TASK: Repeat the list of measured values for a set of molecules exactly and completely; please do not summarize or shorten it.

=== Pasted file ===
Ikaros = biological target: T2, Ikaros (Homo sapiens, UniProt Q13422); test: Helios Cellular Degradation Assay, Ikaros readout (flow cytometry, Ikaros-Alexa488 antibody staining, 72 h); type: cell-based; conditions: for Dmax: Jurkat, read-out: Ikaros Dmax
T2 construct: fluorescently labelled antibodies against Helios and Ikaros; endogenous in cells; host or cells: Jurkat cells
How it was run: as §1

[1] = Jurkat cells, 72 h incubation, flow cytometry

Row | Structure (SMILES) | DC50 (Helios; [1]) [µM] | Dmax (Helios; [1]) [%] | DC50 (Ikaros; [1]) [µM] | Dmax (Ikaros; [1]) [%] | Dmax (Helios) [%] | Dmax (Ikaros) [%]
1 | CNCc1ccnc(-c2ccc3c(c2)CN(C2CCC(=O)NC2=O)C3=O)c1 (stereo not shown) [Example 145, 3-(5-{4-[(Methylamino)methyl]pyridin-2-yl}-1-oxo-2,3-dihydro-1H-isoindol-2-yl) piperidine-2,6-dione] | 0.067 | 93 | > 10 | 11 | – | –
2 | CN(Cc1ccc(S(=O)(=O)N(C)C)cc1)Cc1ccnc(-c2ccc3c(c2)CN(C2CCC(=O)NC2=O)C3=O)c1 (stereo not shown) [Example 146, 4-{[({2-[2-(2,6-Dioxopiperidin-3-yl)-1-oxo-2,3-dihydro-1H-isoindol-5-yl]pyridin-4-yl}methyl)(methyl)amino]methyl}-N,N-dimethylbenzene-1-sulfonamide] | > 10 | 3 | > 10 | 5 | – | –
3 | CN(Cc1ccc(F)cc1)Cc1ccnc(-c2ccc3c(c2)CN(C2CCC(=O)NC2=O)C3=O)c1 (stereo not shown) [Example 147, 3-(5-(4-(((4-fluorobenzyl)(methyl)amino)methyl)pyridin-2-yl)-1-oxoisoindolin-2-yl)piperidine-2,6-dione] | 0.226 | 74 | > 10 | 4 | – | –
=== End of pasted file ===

Ikaros = biological target: T2, Ikaros (Homo sapiens, UniProt Q13422); test: Helios Cellular Degradation Assay, Ikaros readout (flow cytometry, Ikaros-Alexa488 antibody staining, 72 h); type: cell-based; conditions: for Dmax: Jurkat, read-out: Ikaros Dmax
T2 construct: fluorescently labelled antibodies against Helios and Ikaros; endogenous in cells; host or cells: Jurkat cells
How it was run: as §1

[1] = Jurkat cells, 72 h incubation, flow cytometry

Row | Structure (SMILES) | DC50 (Helios; [1]) [µM] | Dmax (Helios; [1]) [%] | DC50 (Ikaros; [1]) [µM] | Dmax (Ikaros; [1]) [%] | Dmax (Helios) [%] | Dmax (Ikaros) [%]
1 | CNCc1ccnc(-c2ccc3c(c2)CN(C2CCC(=O)NC2=O)C3=O)c1 (stereo not shown) [Example 145, 3-(5-{4-[(Methylamino)methyl]pyridin-2-yl}-1-oxo-2,3-dihydro-1H-isoindol-2-yl) piperidine-2,6-dione] | 0.067 | 93 | > 10 | 11 | – | –
2 | CN(Cc1ccc(S(=O)(=O)N(C)C)cc1)Cc1ccnc(-c2ccc3c(c2)CN(C2CCC(=O)NC2=O)C3=O)c1 (stereo not shown) [Example 146, 4-{[({2-[2-(2,6-Dioxopiperidin-3-yl)-1-oxo-2,3-dihydro-1H-isoindol-5-yl]pyridin-4-yl}methyl)(methyl)amino]methyl}-N,N-dimethylbenzene-1-sulfonamide] | > 10 | 3 | > 10 | 5 | – | –
3 | CN(Cc1ccc(F)cc1)Cc1ccnc(-c2ccc3c(c2)CN(C2CCC(=O)NC2=O)C3=O)c1 (stereo not shown) [Example 147, 3-(5-(4-(((4-fluorobenzyl)(methyl)amino)methyl)pyridin-2-yl)-1-oxoisoindolin-2-yl)piperidine-2,6-dione] | 0.226 | 74 | > 10 | 4 | – | –